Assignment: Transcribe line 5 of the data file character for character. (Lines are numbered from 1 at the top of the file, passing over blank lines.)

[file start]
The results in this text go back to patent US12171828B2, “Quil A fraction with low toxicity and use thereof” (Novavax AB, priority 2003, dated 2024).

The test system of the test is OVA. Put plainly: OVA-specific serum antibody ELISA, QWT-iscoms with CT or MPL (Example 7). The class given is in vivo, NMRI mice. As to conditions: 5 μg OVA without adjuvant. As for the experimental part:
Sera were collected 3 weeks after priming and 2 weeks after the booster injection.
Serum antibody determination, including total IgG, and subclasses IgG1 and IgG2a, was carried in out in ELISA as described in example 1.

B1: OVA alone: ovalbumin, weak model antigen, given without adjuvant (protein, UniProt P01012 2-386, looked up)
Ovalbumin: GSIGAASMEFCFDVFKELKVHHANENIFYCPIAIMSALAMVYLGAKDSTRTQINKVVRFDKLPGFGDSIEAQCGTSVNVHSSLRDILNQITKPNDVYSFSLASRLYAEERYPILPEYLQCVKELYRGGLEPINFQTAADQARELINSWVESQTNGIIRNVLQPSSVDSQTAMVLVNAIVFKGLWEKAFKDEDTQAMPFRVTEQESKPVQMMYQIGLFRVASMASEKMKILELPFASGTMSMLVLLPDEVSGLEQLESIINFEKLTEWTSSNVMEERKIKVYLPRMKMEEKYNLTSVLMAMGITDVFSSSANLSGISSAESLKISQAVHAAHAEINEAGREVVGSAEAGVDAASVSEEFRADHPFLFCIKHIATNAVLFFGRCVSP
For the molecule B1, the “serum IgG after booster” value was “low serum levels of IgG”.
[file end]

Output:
B1: OVA alone: ovalbumin, weak model antigen, given without adjuvant (protein, UniProt P01012 2-386, looked up)